If you’ve visited a worksite, a colleague, friend, or even a family member and been bitted by a dog, it’s an upsetting occurrence. Sometimes, a bite is more of a nip that hasn’t broken the skin and is a warning by the animal. In more severe cases, a wound can become infected from a dog who is carrying a disease that affects humans too.
So, what’s the situation with dog bites and how is it relevant to personal injury claims?
Long-standing One-Bite Law
The so-called one-bite law has been in place for decades. Certain states include it as state law whereas others do not. However, it’s quite common now. For the states that support this approach to dog bites, the owners accept liability for one or more dog bites when they had advanced knowledge that their dog might attack and bite someone. The idea behind this rule was that dogs wouldn’t suffer negative consequences if they had previously not been threatening or bitten people.
As New York City Injury Lawyers Hill & Moin will tell you, in New York, a situation where dogs that had been adjudicated as dangerous likely makes their owners responsible. The medical bills and any veterinary expenses become the responsibility of the dog owner to cover. However, to get additional damages beyond those, it’s necessary to prove that the owner had prior knowledge of their dog’s aggressive tendencies.
Provocation of a Dog and the Legal Perspective
Exceptions are made in lawsuits relating to a dog bite when the dog was found to be provoked into action. The reason for and the level of provocation varies depending on the situation. For instance, if you were playing with a tug-o-war toy and the animal was getting aggressive and growling, then they could act out as a result of the activity. Indeed, the bite may not be on purpose in those cases. This might be seen as provocation due to the type of activity.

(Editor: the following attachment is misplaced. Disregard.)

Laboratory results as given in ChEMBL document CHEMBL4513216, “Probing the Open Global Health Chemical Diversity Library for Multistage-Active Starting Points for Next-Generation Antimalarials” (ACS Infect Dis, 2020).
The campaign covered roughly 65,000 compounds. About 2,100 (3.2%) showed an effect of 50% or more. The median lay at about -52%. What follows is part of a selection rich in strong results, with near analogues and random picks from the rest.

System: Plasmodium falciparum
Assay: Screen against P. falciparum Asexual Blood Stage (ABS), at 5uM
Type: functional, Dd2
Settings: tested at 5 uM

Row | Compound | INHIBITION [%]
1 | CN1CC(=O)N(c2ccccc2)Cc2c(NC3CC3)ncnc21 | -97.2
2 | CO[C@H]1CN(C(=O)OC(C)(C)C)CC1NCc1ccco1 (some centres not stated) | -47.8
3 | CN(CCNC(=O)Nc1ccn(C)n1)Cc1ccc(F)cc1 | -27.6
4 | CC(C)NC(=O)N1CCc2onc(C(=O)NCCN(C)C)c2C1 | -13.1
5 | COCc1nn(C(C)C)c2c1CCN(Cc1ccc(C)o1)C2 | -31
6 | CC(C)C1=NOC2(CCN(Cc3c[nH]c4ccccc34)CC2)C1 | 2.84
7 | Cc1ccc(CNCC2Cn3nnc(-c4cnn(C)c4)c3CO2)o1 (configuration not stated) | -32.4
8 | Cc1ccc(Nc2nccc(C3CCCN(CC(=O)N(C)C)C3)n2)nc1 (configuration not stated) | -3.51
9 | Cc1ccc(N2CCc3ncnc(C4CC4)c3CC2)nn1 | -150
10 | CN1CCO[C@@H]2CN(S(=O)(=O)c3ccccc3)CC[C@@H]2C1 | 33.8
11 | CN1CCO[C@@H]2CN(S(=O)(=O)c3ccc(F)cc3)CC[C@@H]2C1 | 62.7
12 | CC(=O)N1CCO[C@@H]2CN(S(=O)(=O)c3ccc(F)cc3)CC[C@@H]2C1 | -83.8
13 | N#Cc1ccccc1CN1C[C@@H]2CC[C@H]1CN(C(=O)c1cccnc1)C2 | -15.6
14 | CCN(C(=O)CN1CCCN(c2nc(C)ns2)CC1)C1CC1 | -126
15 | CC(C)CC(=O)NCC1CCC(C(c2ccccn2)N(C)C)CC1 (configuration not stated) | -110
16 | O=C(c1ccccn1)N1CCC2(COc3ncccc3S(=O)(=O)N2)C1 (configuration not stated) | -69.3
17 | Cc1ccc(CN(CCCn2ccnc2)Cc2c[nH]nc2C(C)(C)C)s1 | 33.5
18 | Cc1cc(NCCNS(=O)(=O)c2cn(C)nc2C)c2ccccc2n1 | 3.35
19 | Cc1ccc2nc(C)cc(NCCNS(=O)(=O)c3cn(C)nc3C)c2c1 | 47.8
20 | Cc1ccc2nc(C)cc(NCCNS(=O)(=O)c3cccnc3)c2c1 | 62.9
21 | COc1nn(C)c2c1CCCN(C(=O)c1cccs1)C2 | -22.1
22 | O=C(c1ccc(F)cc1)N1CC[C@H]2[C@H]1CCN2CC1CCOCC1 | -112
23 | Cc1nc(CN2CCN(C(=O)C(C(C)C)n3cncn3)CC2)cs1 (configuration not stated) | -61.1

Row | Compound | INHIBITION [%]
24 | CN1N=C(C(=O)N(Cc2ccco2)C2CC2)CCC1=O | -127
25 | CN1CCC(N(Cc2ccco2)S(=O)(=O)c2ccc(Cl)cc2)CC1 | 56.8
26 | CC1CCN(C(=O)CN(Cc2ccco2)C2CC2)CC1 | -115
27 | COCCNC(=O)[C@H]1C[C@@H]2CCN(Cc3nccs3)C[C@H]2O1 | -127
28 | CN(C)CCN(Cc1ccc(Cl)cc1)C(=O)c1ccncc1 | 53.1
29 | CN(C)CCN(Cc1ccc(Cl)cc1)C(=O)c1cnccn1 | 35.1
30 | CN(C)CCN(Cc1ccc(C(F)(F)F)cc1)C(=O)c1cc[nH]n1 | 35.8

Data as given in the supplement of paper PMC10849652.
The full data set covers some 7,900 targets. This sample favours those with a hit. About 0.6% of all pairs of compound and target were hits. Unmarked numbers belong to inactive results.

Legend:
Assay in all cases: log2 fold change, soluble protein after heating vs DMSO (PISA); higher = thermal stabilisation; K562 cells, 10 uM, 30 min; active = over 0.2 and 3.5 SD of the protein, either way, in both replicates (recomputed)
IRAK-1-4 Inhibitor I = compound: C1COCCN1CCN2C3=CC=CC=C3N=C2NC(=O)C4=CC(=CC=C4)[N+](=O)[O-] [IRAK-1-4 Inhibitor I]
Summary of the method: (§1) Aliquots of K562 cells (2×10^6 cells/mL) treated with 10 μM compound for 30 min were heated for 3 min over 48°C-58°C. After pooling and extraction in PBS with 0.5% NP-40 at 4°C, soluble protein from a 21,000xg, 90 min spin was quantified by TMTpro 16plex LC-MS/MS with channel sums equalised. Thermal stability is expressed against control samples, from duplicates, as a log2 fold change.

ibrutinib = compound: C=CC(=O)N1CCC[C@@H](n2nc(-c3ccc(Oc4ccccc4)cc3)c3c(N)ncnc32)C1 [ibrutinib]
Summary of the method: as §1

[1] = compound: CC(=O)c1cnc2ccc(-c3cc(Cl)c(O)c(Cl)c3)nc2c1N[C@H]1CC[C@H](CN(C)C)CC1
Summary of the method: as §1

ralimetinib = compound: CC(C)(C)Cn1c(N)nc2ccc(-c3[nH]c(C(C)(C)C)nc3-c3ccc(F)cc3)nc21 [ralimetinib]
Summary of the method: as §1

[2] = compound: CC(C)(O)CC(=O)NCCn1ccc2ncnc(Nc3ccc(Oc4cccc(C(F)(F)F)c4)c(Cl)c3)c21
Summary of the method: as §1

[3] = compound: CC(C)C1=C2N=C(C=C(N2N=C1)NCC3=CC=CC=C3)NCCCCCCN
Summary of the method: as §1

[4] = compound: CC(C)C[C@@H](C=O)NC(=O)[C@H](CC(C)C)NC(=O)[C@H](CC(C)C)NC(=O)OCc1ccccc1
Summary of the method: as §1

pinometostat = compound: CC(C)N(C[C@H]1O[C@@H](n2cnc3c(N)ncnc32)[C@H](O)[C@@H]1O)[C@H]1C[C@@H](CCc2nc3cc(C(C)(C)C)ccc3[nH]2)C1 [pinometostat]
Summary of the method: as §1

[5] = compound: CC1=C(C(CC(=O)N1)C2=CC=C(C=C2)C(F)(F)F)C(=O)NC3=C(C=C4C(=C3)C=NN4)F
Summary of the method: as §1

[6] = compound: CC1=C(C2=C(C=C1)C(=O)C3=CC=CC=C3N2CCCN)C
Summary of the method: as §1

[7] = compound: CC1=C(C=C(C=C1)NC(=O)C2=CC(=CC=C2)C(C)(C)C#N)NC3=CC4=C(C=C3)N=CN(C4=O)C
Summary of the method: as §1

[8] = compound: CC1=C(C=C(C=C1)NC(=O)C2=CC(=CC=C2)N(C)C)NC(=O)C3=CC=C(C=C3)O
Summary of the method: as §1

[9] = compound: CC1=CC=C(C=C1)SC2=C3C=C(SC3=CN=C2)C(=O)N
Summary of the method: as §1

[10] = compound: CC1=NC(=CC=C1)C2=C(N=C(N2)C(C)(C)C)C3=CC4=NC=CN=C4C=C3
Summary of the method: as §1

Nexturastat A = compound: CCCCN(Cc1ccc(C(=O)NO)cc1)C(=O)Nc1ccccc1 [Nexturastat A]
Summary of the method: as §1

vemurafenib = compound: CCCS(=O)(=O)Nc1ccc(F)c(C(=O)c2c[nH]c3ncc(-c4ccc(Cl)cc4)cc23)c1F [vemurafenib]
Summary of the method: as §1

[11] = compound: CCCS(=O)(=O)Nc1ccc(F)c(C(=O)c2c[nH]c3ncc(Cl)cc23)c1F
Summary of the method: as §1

Other situations include someone who is trespassing in the home. The dog considers this their territory and a stranger on the property is a danger to them. A dog that has been abused may respond aggressively and unpredictably. Also, it may be protecting their puppies or their human owner and bite due to that.
State Law Varies Widely with Dog Problems
Along with the one-bite rule and strict liability, claims for personal injury due to a dog are treated on a case-by-case basis. Some laws are quite specific relating to dog aggressive and bites, whereas others are open to interpretation. The individual circumstances that led up to the bite happening are also highly relevant.
How was the dog behaving before the bite occurred? Were they being protective and playful and it went too far? Or, are they an unsafe animal that their owner hasn’t sought to train to remove or reduce their natural aggressive tendencies? These all play a part in where culpability lies.
It’s always best to talk with a qualified lawyer that’s used to dealing with animal personal injury cases. They’ll be well placed to offer sound advice and discuss the legal side to see whether you have a case against the dog owner or not.